THE poorest people in Dumbarton and the Vale are paying the highest price in the coronavirus pandemic, the area’s MP has warned.

Martin Docherty-Hughes, SNP MP for West Dunbartonshire, said the pandemic had exposed the damaging impact of austerity, as new figures suggest people living in the most deprived areas are more than twice as likely to die from coronavirus compared to those living in the wealthiest parts.

According to figures published by the National Records of Scotland (NRS), West Dunbartonshire is amongst the areas worst affected by the Covid-19 outbreak, alongside Inverclyde and Renfrewshire.

It follows analysis published by the Office of National Statistics (ONS) suggesting that across the UK deprived communities are significantly more vulnerable to the risk of coronavirus.

Martin Docherty-Hughes, West Dunbartonshire MP for the SNP, said: “These figures underline the devastating impact this virus is having on our communities and my thoughts remain with those who have tragically lost loved ones to Covid-19.

“The evidence here and across the UK shows that it is the poorest people living in the most deprived areas who are being hit hardest by the global pandemic.

“Wealth inequality leads to health inequality, and this virus is exposing in the starkest of terms the impact of over a decade of Tory austerity in West Dunbartonshire and across these islands.

“As we look to emerge from this crisis, Westminster cannot be allowed to once again place the burden of austerity on the poorest and most vulnerable in society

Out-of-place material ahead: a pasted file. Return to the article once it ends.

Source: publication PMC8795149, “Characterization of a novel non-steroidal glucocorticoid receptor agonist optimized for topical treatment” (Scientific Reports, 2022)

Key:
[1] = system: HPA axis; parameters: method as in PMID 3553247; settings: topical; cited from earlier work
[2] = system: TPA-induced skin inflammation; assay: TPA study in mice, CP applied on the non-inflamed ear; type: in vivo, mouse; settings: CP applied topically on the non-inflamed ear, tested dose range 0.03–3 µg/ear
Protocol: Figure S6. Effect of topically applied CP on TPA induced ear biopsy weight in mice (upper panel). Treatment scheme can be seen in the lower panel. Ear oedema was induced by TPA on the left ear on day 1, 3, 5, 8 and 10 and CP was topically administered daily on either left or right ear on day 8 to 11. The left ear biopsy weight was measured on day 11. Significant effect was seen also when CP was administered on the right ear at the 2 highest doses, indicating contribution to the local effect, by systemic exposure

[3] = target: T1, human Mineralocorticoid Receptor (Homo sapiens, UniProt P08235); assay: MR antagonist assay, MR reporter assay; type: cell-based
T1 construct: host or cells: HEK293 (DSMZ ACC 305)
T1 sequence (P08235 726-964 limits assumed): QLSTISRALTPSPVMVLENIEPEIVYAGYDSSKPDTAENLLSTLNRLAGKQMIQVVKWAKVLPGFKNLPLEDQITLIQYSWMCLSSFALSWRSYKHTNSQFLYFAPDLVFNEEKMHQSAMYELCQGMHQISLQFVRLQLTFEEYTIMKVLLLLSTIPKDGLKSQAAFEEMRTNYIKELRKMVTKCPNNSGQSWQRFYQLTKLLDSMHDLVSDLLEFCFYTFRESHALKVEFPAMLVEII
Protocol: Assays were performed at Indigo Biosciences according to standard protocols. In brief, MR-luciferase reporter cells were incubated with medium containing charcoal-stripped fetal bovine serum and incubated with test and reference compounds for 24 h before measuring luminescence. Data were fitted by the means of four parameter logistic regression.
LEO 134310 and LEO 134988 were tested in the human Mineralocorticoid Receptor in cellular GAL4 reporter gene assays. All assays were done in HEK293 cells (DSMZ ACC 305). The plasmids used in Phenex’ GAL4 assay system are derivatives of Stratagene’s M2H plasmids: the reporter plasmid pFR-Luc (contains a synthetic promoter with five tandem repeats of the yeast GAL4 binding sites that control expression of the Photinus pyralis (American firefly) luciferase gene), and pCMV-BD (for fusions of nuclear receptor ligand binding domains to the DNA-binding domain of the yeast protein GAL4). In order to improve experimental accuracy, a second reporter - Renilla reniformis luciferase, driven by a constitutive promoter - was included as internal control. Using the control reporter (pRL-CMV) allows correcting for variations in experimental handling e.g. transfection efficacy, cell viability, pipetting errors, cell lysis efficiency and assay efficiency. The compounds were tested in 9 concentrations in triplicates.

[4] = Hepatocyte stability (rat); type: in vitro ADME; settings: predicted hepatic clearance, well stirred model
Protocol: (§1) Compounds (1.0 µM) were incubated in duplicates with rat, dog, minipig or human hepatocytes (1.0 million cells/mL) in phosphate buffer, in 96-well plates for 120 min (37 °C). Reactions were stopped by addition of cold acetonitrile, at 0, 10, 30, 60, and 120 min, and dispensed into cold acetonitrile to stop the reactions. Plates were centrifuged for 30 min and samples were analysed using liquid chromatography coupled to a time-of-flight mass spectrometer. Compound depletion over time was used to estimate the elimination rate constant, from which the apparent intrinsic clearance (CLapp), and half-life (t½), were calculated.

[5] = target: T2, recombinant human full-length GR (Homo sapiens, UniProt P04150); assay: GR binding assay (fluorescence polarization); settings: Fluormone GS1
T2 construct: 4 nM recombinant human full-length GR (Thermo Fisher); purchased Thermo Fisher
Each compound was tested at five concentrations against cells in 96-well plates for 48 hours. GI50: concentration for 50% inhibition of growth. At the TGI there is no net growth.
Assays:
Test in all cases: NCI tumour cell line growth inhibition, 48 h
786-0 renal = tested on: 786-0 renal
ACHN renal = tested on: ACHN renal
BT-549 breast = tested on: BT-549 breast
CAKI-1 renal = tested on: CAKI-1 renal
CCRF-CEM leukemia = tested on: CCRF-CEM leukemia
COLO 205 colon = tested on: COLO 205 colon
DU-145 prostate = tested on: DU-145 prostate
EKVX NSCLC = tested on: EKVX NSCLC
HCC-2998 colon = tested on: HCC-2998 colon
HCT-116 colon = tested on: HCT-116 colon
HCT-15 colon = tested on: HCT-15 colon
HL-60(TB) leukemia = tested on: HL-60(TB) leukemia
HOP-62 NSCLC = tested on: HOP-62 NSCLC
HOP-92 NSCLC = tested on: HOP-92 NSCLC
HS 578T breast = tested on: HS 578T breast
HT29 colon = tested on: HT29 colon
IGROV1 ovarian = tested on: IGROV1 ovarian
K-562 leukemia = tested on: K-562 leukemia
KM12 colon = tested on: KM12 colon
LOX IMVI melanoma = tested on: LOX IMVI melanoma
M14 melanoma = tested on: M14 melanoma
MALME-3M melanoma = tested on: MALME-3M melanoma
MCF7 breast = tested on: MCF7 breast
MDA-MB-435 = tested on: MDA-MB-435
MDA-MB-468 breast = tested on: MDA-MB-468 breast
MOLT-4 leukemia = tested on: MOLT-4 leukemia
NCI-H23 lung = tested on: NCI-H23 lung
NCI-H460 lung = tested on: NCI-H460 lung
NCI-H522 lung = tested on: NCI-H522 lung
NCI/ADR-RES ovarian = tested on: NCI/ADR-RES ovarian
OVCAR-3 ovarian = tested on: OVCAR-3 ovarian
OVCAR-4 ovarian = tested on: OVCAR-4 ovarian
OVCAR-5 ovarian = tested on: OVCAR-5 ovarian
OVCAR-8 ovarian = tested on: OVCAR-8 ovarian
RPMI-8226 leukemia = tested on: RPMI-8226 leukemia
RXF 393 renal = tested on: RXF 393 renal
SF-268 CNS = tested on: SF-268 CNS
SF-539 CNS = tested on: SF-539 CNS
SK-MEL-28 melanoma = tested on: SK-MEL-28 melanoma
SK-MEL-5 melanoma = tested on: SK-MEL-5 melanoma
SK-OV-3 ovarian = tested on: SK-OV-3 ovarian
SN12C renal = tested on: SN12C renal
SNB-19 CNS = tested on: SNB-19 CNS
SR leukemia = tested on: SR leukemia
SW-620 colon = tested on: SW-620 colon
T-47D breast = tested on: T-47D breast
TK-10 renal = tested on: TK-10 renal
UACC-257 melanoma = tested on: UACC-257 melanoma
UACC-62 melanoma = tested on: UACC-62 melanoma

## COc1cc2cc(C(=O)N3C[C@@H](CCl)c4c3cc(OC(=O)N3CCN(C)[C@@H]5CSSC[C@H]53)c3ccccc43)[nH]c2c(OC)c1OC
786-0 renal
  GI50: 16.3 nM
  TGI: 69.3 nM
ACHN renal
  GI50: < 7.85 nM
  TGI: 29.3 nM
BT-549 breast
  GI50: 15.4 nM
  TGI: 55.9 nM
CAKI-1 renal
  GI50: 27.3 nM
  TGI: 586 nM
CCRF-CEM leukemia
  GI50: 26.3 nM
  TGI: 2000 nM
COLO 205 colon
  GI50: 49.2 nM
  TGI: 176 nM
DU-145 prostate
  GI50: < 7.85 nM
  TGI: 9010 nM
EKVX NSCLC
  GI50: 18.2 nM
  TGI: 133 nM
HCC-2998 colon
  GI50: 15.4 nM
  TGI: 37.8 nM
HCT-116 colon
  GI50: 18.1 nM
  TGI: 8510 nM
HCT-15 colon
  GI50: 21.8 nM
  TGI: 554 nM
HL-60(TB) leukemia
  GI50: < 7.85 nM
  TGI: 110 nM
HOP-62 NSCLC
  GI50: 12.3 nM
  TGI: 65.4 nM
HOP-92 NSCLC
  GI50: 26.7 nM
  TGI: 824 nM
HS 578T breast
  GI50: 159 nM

Earlier this year the Reporter revealed the Scottish Index of Multiple Deprivation (SIMD) report which highlighted parts of Haldane, Bonhill, central Renton, Brucehill, and Westcliff are among the most deprived in the country, while there are streets in Castlehill that are in the top 1.5 per cent of the poorest nationally.

The recent NRS statistics revealed that there have been more West Dunbartonshire residents dying in care homes than in hospital.

A total of 48 lives have been lost in care homes, meanwhile 47 people died in hospital and four at home – bringing the total coronavirus deaths up to 99, up to May 10.

Neil Bibby, Labour MSP for West Scotland, previously urged the Scottish Government to “investigate the alarming situation” regarding deaths in poorer communities.

The MSP added: “We need to understand why West Dunbartonshire and the west of Scotland appears to be disproportionately affected by this virus. Too many families have said goodbye to a loved one, taken from them by this deadly virus.

Responding to Mr Bibby in the Scottish Parliament, Jeane Freeman, health secretary, said: “I have never thought that the virus would affect us all equally.

“The health inequalities that people across Scotland suffer are significantly exacerbated, if not caused, by income inequality, and that will play a part in an individual’s capacity to withstand the virus, just as age and other clinical conditions do.

“We have asked Public Health Scotland to look at the figures and the factors that might contribute to them, and then advise us of its conclusions.

“We have made it clear to the relevant health boards that, if they require additional resources to help them tackle what they need to tackle in their area, they should make sure that we understand that so that we can assist them.